Considering that 54% of Seattle residents live in renter-occupied households, there is a substantial opportunity for Seattle real estate investments. Based upon not only the high demand for homes but also the high expectations within those homes, property management requires a significant amount of work and effort. Among those tasks are advertising, screening tenants, and handling rental payments.

Turning to a local property management company is a smart and safe move for Seattle real estate developers wanting to rent out their properties. Property management services can make it far easier to capitalize on the Seattle housing market, without having to worry or deal with the day-to-day labor and liabilities of managing tenants. Indeed, utilizing a property management company is the viable and ideal avenue toward residual income.

Seattle Real Estate Forecast

Since the intense growth rate of the city of Seattle has slowed down slightly over the past few years, demand is still high while property prices have started to decrease.

Seattle still tops the list among the best cities for real estate investments, and experts are predicting an optimistic real estate market forecast. The median home value is expected to rise as demand continues to increase, creating quite a hot market for investors.

How is the Seattle Property Management Industry Changing?

According to the latest predictions, the housing market is expected to slow down in terms of demand and growth. This will lead to lower housing prices. Zillow expects homes in the Seattle area to drop by 2%, with the average sale price of a home decreasing from $714,800 to $687,500.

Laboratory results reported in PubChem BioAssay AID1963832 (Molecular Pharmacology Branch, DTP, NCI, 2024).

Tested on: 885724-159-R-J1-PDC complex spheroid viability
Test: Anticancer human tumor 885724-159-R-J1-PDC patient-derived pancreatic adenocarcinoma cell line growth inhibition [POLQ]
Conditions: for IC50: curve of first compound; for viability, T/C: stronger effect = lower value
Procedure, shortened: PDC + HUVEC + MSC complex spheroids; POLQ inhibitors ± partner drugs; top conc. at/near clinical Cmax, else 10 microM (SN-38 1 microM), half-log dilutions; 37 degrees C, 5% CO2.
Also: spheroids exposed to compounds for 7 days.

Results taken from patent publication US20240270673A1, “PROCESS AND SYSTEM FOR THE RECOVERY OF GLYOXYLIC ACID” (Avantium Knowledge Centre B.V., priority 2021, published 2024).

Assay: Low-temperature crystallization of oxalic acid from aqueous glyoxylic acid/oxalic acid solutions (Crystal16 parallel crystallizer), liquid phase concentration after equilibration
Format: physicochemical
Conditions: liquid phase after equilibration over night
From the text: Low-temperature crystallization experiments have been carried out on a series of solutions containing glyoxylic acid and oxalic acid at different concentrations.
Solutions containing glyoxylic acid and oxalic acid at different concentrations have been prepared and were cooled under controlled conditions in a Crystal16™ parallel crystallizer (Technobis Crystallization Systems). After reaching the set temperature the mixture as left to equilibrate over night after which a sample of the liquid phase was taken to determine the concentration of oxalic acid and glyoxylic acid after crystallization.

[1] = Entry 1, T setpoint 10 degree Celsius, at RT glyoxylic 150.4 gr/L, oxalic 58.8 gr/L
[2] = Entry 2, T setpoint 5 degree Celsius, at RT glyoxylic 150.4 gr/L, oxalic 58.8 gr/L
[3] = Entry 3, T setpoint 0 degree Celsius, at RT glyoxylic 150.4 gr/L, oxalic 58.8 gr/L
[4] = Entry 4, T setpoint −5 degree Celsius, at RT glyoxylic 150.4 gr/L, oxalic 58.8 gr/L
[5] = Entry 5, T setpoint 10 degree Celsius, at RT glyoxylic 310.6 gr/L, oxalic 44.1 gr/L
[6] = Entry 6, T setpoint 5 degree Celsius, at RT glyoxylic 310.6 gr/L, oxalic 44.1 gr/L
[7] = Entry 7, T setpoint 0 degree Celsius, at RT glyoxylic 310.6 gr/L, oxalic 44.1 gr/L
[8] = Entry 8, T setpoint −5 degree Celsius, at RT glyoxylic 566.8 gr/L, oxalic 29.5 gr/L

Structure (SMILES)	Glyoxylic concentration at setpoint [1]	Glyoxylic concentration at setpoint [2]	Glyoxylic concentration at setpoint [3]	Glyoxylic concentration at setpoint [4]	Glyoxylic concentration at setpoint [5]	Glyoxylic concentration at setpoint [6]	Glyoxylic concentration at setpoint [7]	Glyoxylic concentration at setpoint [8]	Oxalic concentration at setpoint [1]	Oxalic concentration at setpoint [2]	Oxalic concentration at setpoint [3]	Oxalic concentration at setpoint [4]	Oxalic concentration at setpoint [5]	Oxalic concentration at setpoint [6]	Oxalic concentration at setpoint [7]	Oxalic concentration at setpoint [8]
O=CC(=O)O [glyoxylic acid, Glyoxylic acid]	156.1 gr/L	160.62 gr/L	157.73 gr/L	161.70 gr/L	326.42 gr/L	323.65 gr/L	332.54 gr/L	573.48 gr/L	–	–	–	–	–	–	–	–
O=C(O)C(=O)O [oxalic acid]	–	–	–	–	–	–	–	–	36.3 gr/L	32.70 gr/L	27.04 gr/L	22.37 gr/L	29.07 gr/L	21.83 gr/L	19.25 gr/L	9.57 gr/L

Now, this doesn’t just mean that investors have a greater opportunity to purchase rental properties, but some renting tenants may turn into homeowners themselves!

Will the Seattle Housing Market Go Down?

There are rumors about a real estate bubble forming due to high demand with limited resources and space. When this occurs, housing prices increase dramatically to keep up with demand, and eventually things hit a breaking point (known as a burst). This can lead to severe economic disaster as people are unable to afford housing, and subsequently move elsewhere.

While the Seattle housing market has certainly formed a bubble over the last decade, things are expected to balance as the city’s growth rate slows down slightly – according to Windermere Chief Economist Matthew Gardner .

Is Seattle a Good Place to Invest in Real Estate?

The Pacific Northwest (and Seattle specifically) has a lot of elements that make it an attractive place for people to live and move. There are plenty of job opportunities available with major corporations. In fact, Seattle’s job market has grown by 3.5% since 2018.

The Pacific Northwest has been on a steady growth trajectory, many agree that it promises a lot of opportunity for real estate investments. With competition being incredibly fierce and homes commonly listed for prices 25% higher than income rates, Seattle is considered by some to be unaffordable.

 

Pacific Northwest steady growth trajectory

The Washington Center for Real Estate Research claims the Seattle housing market forecast is quite positive – as the availability of homes for sale in the state has grown by 17.6% from 2017 to 2018. However, paired with home prices steadily increasing year after year, it is imperative to find the right opportunity.

Things to Know Before Renting Out a Property